The Natya Veda derives its essence from each of the four Vedas. From the Rig Veda, or Book of Hymns, it derives its metre that when hummed or sung in accompaniment to the dancer’s movements, can summon the gods to attend the worship of men. From the Sama Veda, or Book of Melodies, it has taken enchanting, bewitching music. From the Yajur Veda, or Book of Sacrifices, it has adopted the art of abhinaya or mime through which the dancer can communicate with his audience, whether of gods or of men.  Finally from the Atharva Veda, or Book of Spiritual Craft, it has acquired rasa, or emotional appeal, and bhava, or intellectual appeal, both of which enable the dancer to communicate with all creation.
(‘Indian dancing’ by Ram Gopal & Serozh Dadachanji)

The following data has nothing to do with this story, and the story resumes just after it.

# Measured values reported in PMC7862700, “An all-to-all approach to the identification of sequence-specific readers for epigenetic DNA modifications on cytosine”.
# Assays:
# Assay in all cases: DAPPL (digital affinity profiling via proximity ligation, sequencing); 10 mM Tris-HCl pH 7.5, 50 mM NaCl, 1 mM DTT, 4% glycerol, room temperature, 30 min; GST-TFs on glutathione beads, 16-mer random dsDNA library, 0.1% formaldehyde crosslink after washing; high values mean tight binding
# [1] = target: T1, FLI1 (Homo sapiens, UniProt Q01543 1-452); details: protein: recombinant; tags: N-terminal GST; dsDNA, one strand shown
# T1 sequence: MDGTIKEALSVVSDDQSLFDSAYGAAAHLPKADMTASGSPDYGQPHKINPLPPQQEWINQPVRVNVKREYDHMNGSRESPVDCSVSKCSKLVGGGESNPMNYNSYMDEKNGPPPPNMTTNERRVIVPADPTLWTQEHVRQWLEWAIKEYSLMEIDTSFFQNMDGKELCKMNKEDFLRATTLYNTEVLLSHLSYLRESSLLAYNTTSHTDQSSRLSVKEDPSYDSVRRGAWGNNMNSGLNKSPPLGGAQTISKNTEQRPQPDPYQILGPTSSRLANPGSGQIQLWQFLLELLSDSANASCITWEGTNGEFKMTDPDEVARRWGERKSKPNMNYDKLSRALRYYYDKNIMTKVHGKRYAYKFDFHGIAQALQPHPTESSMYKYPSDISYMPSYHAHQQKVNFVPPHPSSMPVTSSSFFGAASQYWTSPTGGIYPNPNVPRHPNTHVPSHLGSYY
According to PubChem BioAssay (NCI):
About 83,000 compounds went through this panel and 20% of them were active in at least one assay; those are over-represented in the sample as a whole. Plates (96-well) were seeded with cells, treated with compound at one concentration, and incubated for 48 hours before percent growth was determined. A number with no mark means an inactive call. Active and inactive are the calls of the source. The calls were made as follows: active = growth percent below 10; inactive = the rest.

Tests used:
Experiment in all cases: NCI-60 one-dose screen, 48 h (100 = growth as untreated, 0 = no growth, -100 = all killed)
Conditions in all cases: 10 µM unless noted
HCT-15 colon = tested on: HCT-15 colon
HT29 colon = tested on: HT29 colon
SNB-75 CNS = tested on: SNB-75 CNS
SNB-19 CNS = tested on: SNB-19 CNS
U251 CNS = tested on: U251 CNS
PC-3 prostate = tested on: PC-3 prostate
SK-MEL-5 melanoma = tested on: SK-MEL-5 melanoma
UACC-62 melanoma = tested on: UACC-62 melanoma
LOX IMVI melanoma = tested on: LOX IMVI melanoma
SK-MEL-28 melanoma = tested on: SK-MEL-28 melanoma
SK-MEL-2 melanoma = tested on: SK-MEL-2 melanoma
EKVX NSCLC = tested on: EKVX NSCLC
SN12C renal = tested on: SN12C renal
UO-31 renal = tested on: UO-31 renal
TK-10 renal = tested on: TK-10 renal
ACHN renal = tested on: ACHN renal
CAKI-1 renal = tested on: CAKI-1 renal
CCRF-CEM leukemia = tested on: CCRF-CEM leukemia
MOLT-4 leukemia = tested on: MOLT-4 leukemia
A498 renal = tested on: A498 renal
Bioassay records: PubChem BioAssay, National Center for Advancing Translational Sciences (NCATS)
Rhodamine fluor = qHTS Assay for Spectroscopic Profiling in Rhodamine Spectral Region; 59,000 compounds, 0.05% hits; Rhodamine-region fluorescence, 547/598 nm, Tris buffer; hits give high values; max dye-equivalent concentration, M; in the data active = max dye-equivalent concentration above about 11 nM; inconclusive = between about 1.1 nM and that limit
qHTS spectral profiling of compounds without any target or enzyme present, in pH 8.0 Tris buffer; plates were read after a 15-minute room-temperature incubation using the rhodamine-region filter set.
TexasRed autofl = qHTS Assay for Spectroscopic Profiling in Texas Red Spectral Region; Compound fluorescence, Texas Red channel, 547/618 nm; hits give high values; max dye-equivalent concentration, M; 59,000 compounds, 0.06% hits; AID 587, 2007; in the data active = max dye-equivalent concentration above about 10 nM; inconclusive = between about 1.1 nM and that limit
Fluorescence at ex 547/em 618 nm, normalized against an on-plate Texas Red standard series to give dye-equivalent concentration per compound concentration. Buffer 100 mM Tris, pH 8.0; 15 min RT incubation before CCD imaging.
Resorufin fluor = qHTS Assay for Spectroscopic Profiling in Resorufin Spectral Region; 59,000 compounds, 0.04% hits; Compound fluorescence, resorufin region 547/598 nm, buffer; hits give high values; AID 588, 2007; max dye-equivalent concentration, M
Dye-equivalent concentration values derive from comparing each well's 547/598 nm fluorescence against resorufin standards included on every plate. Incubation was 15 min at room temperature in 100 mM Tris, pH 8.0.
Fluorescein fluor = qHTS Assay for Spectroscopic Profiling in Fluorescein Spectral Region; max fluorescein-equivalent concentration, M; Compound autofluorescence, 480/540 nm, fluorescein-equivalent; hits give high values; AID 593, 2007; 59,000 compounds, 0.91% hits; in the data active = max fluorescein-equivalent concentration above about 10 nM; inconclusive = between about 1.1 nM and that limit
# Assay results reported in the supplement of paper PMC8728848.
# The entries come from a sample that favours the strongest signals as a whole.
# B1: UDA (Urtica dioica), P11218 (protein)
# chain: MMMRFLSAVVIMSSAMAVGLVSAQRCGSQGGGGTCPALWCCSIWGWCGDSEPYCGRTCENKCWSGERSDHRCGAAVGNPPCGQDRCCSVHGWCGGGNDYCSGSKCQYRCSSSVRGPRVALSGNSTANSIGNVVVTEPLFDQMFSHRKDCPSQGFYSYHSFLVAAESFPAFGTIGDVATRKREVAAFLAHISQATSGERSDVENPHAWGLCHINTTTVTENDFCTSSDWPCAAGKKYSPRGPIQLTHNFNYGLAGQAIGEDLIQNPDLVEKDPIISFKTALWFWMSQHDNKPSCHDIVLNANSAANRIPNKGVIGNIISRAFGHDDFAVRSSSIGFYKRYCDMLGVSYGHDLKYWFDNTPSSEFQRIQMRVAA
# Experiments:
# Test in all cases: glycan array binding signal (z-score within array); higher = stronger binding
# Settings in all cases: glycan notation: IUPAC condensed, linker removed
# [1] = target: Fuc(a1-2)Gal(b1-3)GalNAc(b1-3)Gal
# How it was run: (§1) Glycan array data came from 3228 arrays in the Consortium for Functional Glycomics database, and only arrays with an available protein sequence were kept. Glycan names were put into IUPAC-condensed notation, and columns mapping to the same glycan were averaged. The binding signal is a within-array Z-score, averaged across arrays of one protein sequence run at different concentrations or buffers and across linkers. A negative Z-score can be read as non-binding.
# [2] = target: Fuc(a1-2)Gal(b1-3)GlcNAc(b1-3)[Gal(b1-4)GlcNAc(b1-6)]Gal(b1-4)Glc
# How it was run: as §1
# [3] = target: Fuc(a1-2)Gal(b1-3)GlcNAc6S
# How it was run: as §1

Harshadeva ruled over Kashmir, who the Rajatarangini tells us, had such a passion for the arts that he spent days and nights in the company of dancing girls and singers and had special apartments in his palace where he sometimes himself gave them instructions. Eventually, Thakkana, one of his favorite dancing girls, brought about his ruin by conspiring with his rivals to dethrone him. Uchhla who succeeded Harshadeva, married Jayamati, a hereditary dancing girl of considerable renown.
(‘Traditions of Indian classical dance,’ Mohan Khokar, chapter ‘Down the centuries’)

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